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U.S. And China Need Each Other More Than They Think

Daily Ticker

U.S. Treasury Secretary Jack Lew was in China Tuesday to meet with new Chinese President Xi Jinping. China marks Lew’s first official foreign trip as treasury secretary. The relationship between the world’s two largest economies has become more antagonistic recently over reports that Chinese hackers (and possibly members of the Chinese government) are allegedly conducting cybersecurity attacks on U.S. firms and banks. Both Lew and Xi affirmed the partnership between the two nations and minimized the cybersecurity concerns.

Related: China's Military Linked to Cyberattacks Against America

"The [U.S.] president is firmly committed to building a relationship of growing strength where we cooperate on issues of economic and strategic importance, understanding that we will each have to meet our own responsibilities, but we'll also have to manage our differences," Lew remarked to reporters.

A U.S. official told The Wall Street Journal that Lew’s meeting with Xi focused on the exchange rate, cybersecurity, reducing trade barriers to U.S. investment, intellectual property and North Korea as well as the global economy and the economic situation in Cyprus.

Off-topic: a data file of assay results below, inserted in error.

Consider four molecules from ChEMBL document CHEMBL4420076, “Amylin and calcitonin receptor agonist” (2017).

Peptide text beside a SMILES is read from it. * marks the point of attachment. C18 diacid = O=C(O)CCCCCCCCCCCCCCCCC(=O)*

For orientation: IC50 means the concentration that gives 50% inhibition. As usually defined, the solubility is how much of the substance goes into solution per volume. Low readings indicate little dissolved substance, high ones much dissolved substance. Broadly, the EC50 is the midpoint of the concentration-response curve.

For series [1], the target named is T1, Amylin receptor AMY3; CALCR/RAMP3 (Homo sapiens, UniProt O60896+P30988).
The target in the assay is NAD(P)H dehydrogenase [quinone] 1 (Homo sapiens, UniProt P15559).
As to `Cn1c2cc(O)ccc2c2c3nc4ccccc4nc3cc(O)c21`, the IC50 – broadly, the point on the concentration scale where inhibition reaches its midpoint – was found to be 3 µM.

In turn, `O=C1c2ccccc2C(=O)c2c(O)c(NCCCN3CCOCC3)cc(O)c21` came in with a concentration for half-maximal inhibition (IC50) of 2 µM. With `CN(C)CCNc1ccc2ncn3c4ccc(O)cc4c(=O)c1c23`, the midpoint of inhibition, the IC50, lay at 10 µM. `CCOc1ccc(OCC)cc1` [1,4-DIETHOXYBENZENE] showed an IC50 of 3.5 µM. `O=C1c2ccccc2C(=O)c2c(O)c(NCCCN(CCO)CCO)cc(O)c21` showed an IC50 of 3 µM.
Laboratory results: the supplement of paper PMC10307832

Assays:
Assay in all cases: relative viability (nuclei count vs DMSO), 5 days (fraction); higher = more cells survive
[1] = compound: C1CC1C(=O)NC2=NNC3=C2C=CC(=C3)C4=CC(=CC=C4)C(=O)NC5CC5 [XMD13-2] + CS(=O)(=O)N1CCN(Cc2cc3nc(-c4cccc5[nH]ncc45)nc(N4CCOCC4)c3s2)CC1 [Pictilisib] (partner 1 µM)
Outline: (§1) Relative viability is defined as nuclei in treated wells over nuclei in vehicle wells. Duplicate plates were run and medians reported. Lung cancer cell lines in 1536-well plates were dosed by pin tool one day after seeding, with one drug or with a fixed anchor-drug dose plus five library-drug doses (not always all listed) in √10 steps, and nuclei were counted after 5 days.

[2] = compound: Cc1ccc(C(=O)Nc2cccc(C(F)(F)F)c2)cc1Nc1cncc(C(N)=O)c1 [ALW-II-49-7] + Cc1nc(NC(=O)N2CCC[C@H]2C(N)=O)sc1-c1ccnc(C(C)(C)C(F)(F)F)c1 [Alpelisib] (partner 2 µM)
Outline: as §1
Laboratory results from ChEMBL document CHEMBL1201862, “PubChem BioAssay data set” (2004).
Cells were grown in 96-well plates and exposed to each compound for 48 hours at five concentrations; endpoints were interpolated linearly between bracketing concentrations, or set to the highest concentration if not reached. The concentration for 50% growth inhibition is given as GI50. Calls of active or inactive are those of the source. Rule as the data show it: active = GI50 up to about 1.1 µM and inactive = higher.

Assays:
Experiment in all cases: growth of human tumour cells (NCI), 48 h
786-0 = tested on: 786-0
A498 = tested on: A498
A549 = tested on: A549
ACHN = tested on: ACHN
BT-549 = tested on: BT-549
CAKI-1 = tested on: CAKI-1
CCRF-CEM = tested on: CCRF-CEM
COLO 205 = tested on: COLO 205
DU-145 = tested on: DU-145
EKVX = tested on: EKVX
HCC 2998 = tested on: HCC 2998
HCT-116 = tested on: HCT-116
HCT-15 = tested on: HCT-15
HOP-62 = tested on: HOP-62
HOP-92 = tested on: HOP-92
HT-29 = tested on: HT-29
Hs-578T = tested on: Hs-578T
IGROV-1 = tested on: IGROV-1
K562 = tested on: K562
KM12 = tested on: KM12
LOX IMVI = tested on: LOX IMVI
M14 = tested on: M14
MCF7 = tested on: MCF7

Related: Why Cyprus Is a Bigger Deal Than You Think

According to Shang-Jin Wei, a professor of finance and economics at Columbia Business School and the director of Columbia's Jerome A. Chazen Institute of International Business, Lew’s trip was important to Chinese leaders.

“This is a brilliant (and a relatively low cost) move to demonstrate the importance of the bilateral relationship,” Wei says.

Related: U.S. vs. China: DC Dysfunction Gives People's Republic an Edge

He argues that the U.S.-Chinese relationship – although fraught at the moment – is mutually beneficial, more so than the two governments may realize.

Each country is “really dependent on the other for selling goods, proving services, exchanging financial assets…they depend on each other,” Wei says in the accompanying clip.

The Chinese will be paying close attention to Lew and his budget policies because of the potential implications to their economy, Wei notes.

“The sustainability of the U.S. debt problem is of enormous concerns to the Chinese, as China is a major holder of U.S. government debt,” Wei emphasizes. “Any hint of U.S. debt repayment problem or U.S. dollar depreciation could mean major financial losses to the Chinese. So the Chinese very much hope that the U.S. can successfully address its debt sustainability problem.”

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